Recently, the class of non-abelian infinite groups known as the braid groups,
B
n
, has
attracted attention as a possible source of cryptographic schemes, including key exchange
and user verification.
The braid groups have very complicated structure, yet have a very
nice geometrical interpretation.
There are well known solutions to the word problem, and
fast algorithms for implementation on digital computers.
Though the braid groups have
been known and studied for many years, the first braid group cryptosystems appeared in
2000.
Shortly thereafter, a polynomial time attack to existing systems was discovered.
Despite this attack, there may be some hope for braid groups.
There may be some
problems that are still hard and some application specific schemes that are still good
enough for large enough
n
.
This report will cover an introduction to braid groups
including solutions to the word problem, theoretical advantages, computational
advantages, proposed systems, and attacks.
In order to examine these cryptosystems, it is
first necessary to define and introduce the braid groups.
1. Introduction to Braid Groups
The natural way to think about the braid groups is through their geometric interpretation.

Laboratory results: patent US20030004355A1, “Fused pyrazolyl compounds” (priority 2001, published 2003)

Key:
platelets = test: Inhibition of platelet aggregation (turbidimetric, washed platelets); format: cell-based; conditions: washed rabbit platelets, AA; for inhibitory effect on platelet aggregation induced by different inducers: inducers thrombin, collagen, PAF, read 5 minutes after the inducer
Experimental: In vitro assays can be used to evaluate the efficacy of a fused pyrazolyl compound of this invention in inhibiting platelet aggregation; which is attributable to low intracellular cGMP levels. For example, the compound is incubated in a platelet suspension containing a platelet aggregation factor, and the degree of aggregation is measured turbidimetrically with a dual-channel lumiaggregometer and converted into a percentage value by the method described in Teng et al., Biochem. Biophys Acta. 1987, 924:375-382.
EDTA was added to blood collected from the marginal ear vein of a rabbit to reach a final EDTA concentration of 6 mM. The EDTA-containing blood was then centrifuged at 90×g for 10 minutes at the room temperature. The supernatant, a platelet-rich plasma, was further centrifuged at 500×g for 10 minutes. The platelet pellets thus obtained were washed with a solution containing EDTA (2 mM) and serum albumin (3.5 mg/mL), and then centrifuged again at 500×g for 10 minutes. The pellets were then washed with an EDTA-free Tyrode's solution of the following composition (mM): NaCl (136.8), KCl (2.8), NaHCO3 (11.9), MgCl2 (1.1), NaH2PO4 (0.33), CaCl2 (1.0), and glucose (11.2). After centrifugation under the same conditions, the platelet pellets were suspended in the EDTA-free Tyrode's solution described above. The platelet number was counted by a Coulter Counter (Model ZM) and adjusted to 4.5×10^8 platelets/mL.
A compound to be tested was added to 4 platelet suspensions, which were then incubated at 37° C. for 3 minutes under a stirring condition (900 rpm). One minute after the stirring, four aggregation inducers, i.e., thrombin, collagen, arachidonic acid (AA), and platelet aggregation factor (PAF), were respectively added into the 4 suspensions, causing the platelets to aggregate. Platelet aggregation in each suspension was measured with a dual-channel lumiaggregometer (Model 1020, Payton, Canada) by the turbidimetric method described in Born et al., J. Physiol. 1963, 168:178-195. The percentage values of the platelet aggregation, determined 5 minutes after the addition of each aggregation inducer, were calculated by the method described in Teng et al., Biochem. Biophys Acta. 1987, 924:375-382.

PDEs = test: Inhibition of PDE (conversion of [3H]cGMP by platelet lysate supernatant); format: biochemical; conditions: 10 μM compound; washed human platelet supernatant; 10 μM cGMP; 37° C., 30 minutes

Picture a set of
n
parallel strings hanging in a line.
Number the strings
1
,
2
,…,
n
starting
on the left.
An
n-braid
is obtained by intertwining the strings and fixing the lower ends
in a line.
Notice that a pair of strings can be intertwined in two ways: by passing the
string on the left over or under the string on the right.
Figure 1 illustrates a few braids.
Braids will be considered to start at the top and end at the bottom throughout.
Figure 1:
A few braids.
For a given
n
, called the
braid index
, the set of all possible
n
-braids forms a group called
the
n
-braid group,
B
n
.
The law of composition for two braids is to match up the ends of
the strings on the first braid to the beginnings of strings on the second braid.
The identity
element is simply the braid formed by letting all strings run parallel with no crossings.
The inverse of any braid is its mirror image with the face of the mirror perpendicular to
the strings.
Two braids are considered equal if one can be obtained from the other by
sliding crossings past one another and canceling inverses without adding or removing any
other crossings.
Examples of composition, inverse, and equality are given in Figure 2.
Figure 2:
Composition, inversion, and equality.
With this basic understanding, some remarks about braid groups can immediately be
made.
First, the 1-braid group is isomorphic to the trivial group.
Also, the 2-braids are
isomorphic to the integers under addition, where a positive integer
k
is equivalent to
k
half-twists of the pair of strings.
Likewise
–k
e
is equivalent to
k
half-twist with the
opposite string crossing over the top of each half-twist.
For any